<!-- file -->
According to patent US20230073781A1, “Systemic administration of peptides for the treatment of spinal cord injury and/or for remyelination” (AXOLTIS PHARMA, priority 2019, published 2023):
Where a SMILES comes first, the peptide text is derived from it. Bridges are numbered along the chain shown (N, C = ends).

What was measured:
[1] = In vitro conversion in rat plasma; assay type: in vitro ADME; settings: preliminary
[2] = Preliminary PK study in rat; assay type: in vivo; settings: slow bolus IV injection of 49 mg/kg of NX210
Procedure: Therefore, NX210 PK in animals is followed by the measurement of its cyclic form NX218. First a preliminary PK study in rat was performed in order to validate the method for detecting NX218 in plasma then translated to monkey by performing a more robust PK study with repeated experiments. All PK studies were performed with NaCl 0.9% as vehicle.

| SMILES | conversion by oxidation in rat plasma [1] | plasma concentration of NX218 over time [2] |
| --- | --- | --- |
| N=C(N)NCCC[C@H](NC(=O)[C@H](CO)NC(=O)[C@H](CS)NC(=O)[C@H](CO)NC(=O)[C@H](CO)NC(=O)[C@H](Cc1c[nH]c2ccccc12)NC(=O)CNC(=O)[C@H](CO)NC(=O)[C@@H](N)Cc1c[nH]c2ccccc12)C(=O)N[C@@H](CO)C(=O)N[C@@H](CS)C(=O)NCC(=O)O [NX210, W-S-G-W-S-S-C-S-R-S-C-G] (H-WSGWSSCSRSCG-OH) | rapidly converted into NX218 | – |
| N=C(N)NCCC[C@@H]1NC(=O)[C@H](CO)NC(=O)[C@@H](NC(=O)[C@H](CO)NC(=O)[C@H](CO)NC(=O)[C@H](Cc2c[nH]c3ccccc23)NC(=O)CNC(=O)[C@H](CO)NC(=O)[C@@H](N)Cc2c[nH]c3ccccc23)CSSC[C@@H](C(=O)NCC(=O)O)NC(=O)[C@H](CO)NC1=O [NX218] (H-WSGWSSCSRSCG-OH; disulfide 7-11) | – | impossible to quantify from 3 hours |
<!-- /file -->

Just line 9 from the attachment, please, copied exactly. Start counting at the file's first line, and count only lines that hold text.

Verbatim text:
| N=C(N)NCCC[C@H](NC(=O)[C@H](CO)NC(=O)[C@H](CS)NC(=O)[C@H](CO)NC(=O)[C@H](CO)NC(=O)[C@H](Cc1c[nH]c2ccccc12)NC(=O)CNC(=O)[C@H](CO)NC(=O)[C@@H](N)Cc1c[nH]c2ccccc12)C(=O)N[C@@H](CO)C(=O)N[C@@H](CS)C(=O)NCC(=O)O [NX210, W-S-G-W-S-S-C-S-R-S-C-G] (H-WSGWSSCSRSCG-OH) | rapidly converted into NX218 | – |